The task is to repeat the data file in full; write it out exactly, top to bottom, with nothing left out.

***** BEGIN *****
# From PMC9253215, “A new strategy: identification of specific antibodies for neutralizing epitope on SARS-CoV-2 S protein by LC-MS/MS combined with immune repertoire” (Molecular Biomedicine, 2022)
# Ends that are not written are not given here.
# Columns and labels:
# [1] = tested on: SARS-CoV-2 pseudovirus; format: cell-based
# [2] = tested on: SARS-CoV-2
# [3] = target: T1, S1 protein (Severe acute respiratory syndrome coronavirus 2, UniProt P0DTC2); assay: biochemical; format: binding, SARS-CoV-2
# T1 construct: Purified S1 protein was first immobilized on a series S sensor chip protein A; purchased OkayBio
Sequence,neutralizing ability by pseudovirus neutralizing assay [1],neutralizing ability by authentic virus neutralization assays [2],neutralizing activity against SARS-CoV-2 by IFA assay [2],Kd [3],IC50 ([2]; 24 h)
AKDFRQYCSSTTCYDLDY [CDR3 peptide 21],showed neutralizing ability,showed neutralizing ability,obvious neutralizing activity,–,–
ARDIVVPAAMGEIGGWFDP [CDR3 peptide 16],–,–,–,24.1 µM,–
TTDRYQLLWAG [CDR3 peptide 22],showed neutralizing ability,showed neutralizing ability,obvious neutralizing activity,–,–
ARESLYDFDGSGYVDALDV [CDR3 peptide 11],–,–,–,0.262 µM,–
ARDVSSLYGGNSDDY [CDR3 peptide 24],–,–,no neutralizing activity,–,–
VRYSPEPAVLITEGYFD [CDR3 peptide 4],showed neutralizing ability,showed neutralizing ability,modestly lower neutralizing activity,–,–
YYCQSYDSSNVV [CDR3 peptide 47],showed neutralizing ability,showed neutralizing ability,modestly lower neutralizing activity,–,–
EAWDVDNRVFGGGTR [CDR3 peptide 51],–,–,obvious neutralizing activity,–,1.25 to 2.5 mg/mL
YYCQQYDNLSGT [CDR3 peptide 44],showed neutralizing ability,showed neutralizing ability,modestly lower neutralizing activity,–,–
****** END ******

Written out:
# From PMC9253215, “A new strategy: identification of specific antibodies for neutralizing epitope on SARS-CoV-2 S protein by LC-MS/MS combined with immune repertoire” (Molecular Biomedicine, 2022)
# Ends that are not written are not given here.
# Columns and labels:
# [1] = tested on: SARS-CoV-2 pseudovirus; format: cell-based
# [2] = tested on: SARS-CoV-2
# [3] = target: T1, S1 protein (Severe acute respiratory syndrome coronavirus 2, UniProt P0DTC2); assay: biochemical; format: binding, SARS-CoV-2
# T1 construct: Purified S1 protein was first immobilized on a series S sensor chip protein A; purchased OkayBio
Sequence,neutralizing ability by pseudovirus neutralizing assay [1],neutralizing ability by authentic virus neutralization assays [2],neutralizing activity against SARS-CoV-2 by IFA assay [2],Kd [3],IC50 ([2]; 24 h)
AKDFRQYCSSTTCYDLDY [CDR3 peptide 21],showed neutralizing ability,showed neutralizing ability,obvious neutralizing activity,–,–
ARDIVVPAAMGEIGGWFDP [CDR3 peptide 16],–,–,–,24.1 µM,–
TTDRYQLLWAG [CDR3 peptide 22],showed neutralizing ability,showed neutralizing ability,obvious neutralizing activity,–,–
ARESLYDFDGSGYVDALDV [CDR3 peptide 11],–,–,–,0.262 µM,–
ARDVSSLYGGNSDDY [CDR3 peptide 24],–,–,no neutralizing activity,–,–
VRYSPEPAVLITEGYFD [CDR3 peptide 4],showed neutralizing ability,showed neutralizing ability,modestly lower neutralizing activity,–,–
YYCQSYDSSNVV [CDR3 peptide 47],showed neutralizing ability,showed neutralizing ability,modestly lower neutralizing activity,–,–
EAWDVDNRVFGGGTR [CDR3 peptide 51],–,–,obvious neutralizing activity,–,1.25 to 2.5 mg/mL
YYCQQYDNLSGT [CDR3 peptide 44],showed neutralizing ability,showed neutralizing ability,modestly lower neutralizing activity,–,–